China’s stranded workers drag down coronavirus-stricken economy
Beijing’s aim to kick-start factory operations stymied by labour and transport woes
Li Zhenguo is trying hard to return to work after spending five weeks at home in Zhumiao, a village in the central Henan Province. But there is no public transport between Zhumiao and the nearest city of Zhumadian. From there Mr Li, 51, could hop on a high-speed train bound for the southern Guangdong province where he works as an assembler for a battery factory. Even if he somehow could make it to the railway station, though, he would not be able to afford the train ticket. The high-speed train costs more than three times the regular service, which has not operated since January. “I can’t go anywhere until traffic returns to normal,” said Mr Li. Tens of millions of Chinese migrant workers, mostly from the under-developed hinterland, are also stranded. Since the end of the lunar new year holiday, they have been trying to return to coastal factories after Beijing restricted traffic to contain the fast-spreading coronavirus.
The toll that the travel restrictions have taken on the economy underlines the challenges confronting China. While Beijing said that 70 per cent of big businesses were operating again, the figures for small factories in particular are dire. Recommended ExplainerCoronavirus Why a Korean cult is at the centre of a huge coronavirus scare The Ministry of Industry and Information Technology said last week that less than a third of small and medium-sized businesses, which employ almost 80 per cent of China’s labour force, are operating normally. “Labour shortage is making any effort to kick-start the economy a futile one,” said Larry Hu, an economist at Macquarie Group. Since Beijing declared the epidemic a national emergency in January, local governments have imposed strict limitations on resident’s movements. The measures are especially stringent in the countryside, where roadblocks have prevented residents from even visiting neighbouring villages.
The virus may be showing signs of abating on the mainland, with the number of new infections falling to zero in many provinces, according to official figures, but rural authorities have been reluctant to ease the lockdown. In Zhumiao, which has never reported a virus case, villagers must pass through at least three checkpoints to get to the nearest bus station, which remains closed. To travel outside the village for work, residents need a certificate from their employer stating the business has reopened as well as a written pledge not to return to the village until the epidemic has ended. The requirements create a virtual travel ban for those without a formal job. Zhang Yanwei, a resident of Zhumiao, said he had put off a planned trip to the northwestern city of Lanzhou to find plumbing work as he did not have a contract. “There is nothing I can do except wait,” said Mr Zhang, 31. We can’t run a normal business when half of our workers are trapped in their rural hometown in Henan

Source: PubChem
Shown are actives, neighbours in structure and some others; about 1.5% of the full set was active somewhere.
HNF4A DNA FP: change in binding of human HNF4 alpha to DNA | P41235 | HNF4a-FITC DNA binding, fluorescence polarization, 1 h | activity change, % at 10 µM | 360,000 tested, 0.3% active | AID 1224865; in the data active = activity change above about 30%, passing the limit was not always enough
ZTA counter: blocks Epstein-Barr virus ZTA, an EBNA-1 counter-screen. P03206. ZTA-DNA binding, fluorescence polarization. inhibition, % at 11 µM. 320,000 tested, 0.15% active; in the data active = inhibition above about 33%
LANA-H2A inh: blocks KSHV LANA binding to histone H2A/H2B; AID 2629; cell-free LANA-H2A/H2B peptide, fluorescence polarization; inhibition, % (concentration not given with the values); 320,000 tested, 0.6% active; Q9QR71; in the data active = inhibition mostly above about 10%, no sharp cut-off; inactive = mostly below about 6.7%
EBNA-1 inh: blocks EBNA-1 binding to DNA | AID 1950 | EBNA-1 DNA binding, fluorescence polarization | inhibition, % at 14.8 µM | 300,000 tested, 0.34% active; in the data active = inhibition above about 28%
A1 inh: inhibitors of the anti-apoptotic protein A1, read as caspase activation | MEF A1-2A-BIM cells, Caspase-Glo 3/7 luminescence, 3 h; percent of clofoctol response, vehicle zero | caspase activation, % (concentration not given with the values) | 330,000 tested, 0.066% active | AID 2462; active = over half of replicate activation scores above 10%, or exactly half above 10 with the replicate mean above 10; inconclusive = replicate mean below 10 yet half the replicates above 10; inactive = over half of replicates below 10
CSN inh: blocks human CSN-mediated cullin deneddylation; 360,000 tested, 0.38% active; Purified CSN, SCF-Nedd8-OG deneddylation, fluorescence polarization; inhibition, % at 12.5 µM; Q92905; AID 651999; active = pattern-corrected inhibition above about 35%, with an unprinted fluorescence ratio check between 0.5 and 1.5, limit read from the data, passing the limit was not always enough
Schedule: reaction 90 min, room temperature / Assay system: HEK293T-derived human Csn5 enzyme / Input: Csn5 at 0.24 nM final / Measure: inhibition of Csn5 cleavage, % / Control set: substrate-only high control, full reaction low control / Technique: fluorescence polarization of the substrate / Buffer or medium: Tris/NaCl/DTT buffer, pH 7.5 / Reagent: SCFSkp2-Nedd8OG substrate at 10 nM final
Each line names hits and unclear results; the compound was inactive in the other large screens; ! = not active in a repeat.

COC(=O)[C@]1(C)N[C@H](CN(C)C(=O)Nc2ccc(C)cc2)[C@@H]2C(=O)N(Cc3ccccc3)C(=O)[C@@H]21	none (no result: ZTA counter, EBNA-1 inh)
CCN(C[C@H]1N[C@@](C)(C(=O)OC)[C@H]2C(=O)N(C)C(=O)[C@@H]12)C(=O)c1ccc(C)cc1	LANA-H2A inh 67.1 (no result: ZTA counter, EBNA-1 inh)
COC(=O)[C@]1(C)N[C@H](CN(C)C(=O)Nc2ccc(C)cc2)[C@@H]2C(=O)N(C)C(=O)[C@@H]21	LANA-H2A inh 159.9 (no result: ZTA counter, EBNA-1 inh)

By the end of last week, less than a fifth of Zhumiao’s adult population had left, according to the local government. Before the holiday, almost the entire working age population in the village was employed elsewhere. But these problems are not restricted to Zhumiao. A Wuhan university survey last week of 104 villages in 12 inland provinces found that less than a third of local adults had travelled outside their hometown for work after the lunar new year. Normally between 80 and 90 per cent of adults travel for work. Industrial activity has been severely dented as factories desperately seek workers to run the assembly lines. The labour shortage helped push China’s manufacturing purchasing managers’ index, a gauge of economic health, to a record low of 35 in February. “We can’t run a normal business when half of our workers are trapped in their rural hometown in Henan,” said an official at Yaoxin Glass Company in the eastern city of Hangzhou.
Beijing has tried to improve labour mobility with many coastal cities arranging buses and even aircraft to pick up migrant workers in the interior. Their efforts, however, have failed to solve the problem. The special bus service only stops at certain villages meaning that workers living elsewhere cannot make it to the rendezvous point. A Wuhan-based scholar said maintaining traffic controls was understandable because local officials would be held responsible for allowing, even unknowingly, virus carriers to spread the epidemic. This is particularly challenging for officials as carriers often do not show any symptoms until many days after being infected. “Local governments will face political pressure by relaxing control because the outflow of migrant workers could translate into an export of risks,” said the scholar. “Their best option is the keep the status quo and wait until the central government says the turning point has come.” Back in Zhumiao, disease prevention remains a priority for authorities even though most villagers have stopped wearing face masks. An official at Qihai Township, to which Zhumiao belongs, said the government was discussing when to resume the bus service. “Our main job is to eliminate the virus,” the official said, “and free movement of people will make our work harder”.